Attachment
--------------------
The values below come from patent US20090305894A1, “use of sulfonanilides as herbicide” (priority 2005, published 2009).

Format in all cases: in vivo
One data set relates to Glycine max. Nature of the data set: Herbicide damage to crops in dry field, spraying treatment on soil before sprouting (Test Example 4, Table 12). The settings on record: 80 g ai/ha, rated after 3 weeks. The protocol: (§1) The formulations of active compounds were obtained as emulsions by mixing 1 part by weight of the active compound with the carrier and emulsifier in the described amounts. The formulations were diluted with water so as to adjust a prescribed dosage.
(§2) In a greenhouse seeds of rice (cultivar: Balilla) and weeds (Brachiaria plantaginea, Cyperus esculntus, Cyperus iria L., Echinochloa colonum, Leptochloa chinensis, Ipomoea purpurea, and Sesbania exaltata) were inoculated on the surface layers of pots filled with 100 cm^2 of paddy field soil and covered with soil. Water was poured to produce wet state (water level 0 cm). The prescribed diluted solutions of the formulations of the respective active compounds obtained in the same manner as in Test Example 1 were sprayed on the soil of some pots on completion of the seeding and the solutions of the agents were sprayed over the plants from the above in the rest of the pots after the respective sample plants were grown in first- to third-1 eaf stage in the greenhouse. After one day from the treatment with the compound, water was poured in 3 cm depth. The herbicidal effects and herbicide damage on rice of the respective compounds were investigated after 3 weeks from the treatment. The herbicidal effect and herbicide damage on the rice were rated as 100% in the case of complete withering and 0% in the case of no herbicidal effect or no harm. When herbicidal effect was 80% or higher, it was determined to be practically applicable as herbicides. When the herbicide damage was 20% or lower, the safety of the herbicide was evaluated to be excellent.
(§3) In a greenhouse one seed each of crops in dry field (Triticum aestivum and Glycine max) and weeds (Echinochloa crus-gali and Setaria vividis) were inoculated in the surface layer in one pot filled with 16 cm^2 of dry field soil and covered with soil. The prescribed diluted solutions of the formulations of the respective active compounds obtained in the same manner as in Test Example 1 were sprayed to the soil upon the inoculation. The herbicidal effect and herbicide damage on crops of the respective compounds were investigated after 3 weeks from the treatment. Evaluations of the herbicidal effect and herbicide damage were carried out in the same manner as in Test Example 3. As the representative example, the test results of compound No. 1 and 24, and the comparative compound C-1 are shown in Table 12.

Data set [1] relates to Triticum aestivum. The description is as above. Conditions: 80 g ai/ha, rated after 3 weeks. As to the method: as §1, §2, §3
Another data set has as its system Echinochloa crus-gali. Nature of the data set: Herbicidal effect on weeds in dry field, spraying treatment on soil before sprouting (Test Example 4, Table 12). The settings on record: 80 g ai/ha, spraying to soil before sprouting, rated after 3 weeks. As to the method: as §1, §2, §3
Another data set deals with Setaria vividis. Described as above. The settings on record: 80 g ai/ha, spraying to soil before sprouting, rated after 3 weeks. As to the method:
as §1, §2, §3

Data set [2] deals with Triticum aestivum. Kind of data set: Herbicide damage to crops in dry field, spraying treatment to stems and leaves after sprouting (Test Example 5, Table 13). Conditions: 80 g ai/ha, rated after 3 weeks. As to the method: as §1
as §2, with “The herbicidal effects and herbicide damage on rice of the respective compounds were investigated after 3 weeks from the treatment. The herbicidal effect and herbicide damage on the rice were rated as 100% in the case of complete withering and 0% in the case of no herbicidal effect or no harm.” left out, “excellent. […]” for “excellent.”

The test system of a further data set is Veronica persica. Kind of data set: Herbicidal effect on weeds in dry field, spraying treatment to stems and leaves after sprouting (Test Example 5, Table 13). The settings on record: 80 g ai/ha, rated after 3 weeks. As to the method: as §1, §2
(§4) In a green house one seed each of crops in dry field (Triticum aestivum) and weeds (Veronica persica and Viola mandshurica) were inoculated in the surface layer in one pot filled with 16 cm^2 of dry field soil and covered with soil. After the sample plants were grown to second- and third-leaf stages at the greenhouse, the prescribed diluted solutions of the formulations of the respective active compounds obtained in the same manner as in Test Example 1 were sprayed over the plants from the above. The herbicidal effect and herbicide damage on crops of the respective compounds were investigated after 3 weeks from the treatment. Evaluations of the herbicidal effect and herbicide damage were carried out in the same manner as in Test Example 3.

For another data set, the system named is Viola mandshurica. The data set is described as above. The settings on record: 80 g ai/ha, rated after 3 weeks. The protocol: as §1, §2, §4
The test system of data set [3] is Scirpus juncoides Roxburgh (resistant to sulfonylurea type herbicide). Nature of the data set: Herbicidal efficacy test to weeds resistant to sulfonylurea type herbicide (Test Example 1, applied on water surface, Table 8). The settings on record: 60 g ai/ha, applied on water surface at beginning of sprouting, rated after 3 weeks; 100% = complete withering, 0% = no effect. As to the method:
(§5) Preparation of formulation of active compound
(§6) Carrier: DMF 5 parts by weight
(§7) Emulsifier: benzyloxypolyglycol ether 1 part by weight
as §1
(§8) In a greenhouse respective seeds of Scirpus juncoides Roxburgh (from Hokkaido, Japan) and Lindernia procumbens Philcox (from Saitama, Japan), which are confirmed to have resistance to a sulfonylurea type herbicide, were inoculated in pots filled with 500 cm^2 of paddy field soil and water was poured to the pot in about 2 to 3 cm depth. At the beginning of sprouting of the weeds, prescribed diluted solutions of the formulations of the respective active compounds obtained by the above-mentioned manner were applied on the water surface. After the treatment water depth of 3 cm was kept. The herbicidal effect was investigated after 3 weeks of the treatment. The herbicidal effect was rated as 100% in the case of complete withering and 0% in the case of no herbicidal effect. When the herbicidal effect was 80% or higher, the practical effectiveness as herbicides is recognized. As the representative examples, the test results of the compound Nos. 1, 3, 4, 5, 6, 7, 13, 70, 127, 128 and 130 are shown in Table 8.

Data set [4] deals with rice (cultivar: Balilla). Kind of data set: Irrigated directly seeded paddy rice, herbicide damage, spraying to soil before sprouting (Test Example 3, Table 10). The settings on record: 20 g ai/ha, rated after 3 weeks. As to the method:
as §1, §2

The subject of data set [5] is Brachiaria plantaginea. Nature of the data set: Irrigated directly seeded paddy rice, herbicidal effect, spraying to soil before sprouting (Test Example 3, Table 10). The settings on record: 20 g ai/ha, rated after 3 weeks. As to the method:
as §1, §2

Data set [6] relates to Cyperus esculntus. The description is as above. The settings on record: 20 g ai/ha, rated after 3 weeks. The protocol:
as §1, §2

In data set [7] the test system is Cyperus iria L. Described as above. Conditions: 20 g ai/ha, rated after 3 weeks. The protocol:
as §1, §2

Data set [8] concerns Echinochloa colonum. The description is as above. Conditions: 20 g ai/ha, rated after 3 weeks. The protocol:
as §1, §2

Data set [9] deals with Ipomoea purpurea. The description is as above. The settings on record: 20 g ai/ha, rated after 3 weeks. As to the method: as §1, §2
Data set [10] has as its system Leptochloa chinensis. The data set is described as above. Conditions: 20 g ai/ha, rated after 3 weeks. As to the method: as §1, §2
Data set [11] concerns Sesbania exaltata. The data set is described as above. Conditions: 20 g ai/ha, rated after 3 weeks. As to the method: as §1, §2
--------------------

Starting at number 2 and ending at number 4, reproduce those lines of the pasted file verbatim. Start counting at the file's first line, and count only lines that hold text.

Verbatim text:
Format in all cases: in vivo
One data set relates to Glycine max. Nature of the data set: Herbicide damage to crops in dry field, spraying treatment on soil before sprouting (Test Example 4, Table 12). The settings on record: 80 g ai/ha, rated after 3 weeks. The protocol: (§1) The formulations of active compounds were obtained as emulsions by mixing 1 part by weight of the active compound with the carrier and emulsifier in the described amounts. The formulations were diluted with water so as to adjust a prescribed dosage.
(§2) In a greenhouse seeds of rice (cultivar: Balilla) and weeds (Brachiaria plantaginea, Cyperus esculntus, Cyperus iria L., Echinochloa colonum, Leptochloa chinensis, Ipomoea purpurea, and Sesbania exaltata) were inoculated on the surface layers of pots filled with 100 cm^2 of paddy field soil and covered with soil. Water was poured to produce wet state (water level 0 cm). The prescribed diluted solutions of the formulations of the respective active compounds obtained in the same manner as in Test Example 1 were sprayed on the soil of some pots on completion of the seeding and the solutions of the agents were sprayed over the plants from the above in the rest of the pots after the respective sample plants were grown in first- to third-1 eaf stage in the greenhouse. After one day from the treatment with the compound, water was poured in 3 cm depth. The herbicidal effects and herbicide damage on rice of the respective compounds were investigated after 3 weeks from the treatment. The herbicidal effect and herbicide damage on the rice were rated as 100% in the case of complete withering and 0% in the case of no herbicidal effect or no harm. When herbicidal effect was 80% or higher, it was determined to be practically applicable as herbicides. When the herbicide damage was 20% or lower, the safety of the herbicide was evaluated to be excellent.